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What Private Patient Advocates Can Learn from Paula Deen*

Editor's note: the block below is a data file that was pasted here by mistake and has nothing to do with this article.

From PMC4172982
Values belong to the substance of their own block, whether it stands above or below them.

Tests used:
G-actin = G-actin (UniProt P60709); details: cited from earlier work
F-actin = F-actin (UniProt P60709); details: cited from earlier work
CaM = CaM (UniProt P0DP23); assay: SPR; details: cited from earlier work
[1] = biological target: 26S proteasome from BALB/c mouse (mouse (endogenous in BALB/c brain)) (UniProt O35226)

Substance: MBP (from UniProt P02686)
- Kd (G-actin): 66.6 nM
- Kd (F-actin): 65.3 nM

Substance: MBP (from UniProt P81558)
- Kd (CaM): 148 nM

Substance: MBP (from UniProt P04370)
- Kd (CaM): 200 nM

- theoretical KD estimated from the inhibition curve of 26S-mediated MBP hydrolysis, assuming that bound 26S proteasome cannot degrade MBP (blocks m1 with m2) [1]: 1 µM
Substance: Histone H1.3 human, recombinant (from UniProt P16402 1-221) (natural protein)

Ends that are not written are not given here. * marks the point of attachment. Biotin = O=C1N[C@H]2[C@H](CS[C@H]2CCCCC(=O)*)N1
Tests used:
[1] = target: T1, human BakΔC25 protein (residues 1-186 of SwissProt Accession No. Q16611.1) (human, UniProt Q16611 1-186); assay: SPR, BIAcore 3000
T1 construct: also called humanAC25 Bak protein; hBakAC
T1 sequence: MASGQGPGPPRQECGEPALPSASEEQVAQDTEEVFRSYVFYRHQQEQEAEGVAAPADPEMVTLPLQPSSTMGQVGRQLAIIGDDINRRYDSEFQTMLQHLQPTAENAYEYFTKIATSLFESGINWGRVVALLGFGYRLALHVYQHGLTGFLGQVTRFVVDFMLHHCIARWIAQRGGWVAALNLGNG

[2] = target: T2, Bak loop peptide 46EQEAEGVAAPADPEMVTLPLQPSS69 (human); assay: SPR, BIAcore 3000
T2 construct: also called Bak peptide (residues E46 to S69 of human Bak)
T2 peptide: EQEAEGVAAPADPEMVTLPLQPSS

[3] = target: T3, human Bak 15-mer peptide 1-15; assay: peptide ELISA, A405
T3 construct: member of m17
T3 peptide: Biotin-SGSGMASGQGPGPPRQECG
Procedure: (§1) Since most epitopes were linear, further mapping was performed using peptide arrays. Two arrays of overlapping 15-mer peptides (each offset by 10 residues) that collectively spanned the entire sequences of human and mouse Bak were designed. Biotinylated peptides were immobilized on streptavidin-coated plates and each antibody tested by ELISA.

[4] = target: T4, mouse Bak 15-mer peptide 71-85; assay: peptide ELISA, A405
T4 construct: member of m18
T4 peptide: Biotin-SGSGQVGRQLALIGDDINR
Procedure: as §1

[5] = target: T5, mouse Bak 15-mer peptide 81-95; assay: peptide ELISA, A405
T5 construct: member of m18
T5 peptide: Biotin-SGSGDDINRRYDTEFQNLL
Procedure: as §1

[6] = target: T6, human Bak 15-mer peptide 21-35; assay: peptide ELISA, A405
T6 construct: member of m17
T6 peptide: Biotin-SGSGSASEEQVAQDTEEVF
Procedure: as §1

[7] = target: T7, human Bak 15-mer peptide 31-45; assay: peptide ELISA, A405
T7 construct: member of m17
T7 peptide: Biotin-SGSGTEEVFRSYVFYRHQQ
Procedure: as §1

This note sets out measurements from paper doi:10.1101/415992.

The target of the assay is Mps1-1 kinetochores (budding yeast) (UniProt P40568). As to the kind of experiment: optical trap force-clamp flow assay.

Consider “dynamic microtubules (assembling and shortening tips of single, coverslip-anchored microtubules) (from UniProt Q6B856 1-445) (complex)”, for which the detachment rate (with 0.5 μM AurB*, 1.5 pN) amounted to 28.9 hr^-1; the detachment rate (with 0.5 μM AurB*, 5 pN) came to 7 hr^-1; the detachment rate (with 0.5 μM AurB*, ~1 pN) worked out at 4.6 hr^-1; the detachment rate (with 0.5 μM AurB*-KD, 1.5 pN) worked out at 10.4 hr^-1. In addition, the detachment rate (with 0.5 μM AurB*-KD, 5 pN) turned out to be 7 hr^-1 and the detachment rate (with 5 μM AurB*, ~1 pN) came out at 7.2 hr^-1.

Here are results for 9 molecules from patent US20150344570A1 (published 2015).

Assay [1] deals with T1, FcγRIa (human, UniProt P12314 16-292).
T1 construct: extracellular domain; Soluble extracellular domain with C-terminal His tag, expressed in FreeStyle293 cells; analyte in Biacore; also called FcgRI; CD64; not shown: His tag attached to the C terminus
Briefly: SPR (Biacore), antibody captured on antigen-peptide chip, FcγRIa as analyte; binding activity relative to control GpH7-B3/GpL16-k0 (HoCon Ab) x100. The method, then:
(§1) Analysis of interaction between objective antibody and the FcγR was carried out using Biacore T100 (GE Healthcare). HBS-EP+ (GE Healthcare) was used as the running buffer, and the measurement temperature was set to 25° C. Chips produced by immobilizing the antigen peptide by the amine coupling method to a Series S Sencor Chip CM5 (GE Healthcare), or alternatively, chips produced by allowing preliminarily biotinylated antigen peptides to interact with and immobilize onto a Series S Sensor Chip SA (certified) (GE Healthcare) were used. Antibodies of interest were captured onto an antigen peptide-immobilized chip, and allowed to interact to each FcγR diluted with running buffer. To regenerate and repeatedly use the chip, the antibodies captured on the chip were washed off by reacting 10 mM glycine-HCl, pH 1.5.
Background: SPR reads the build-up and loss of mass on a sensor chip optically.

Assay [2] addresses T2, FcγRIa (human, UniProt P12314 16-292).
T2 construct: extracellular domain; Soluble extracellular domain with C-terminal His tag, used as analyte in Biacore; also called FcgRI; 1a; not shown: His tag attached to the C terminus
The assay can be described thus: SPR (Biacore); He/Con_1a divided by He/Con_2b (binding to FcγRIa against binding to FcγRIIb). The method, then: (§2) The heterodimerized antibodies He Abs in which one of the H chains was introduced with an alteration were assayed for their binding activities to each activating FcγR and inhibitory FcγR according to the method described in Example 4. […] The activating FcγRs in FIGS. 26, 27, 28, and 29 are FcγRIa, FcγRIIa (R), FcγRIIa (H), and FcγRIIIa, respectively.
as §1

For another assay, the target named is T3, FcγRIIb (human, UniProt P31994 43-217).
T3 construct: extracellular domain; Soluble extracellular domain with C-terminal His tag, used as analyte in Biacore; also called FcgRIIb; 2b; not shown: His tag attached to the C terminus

Hey y’all! If someone had asked you on the June 20, 2013 to describe Paula Deen, you might have described her as a bubbly, vivacious, popular Food Network star, author, well-merchandised cook or chef. Whether or not you liked her, and no matter what you thought of her approach to food, you at least had to admire her empire and popularity. Over the next week, her empire collapsed, seemingly because she fessed up to using the N-word during a lawsuit deposition.* The bigger they are, the harder they fall. It makes no difference whether or not Deen’s fall was fair or right. It happened. It remains to be seen whether she can recapture what she had. We can think of other well-known people who have “fallen” too. Tiger Woods, OJ Simpson, even Martha Stewart and Bill Clinton. With varying success they have come back to their original popularity, although for the rest of their lives, their names will always be accompanied by an asterisk. Do you see any patterns? Except that they were all “big” – until they weren’t – it seems their only similarity is that each made a misstep, even though their missteps were entirely different. But let’s look at the bigger picture here, because it’s through the bigger picture that you’ll see why this point is important to you and your patient advocacy practice. In all cases, the person they were the day before their demise, vs the day after, is exactly the same. Paula Deen is not a different person today, but she’s not as popular as she was. That’s true with every other name in this post. The difference is that they have all tarnished their brands. Paula Deen didn’t change because she used the N-word. Her brand did. OJ Simpson was the same person the day before his wife died as he was the day after. But his brand was destroyed. Tiger Woods, nor Martha Stewart changed – but both their brands did. Each of us has a brand. I’m not talking about an icon you burn into the backside of a steer. I’m…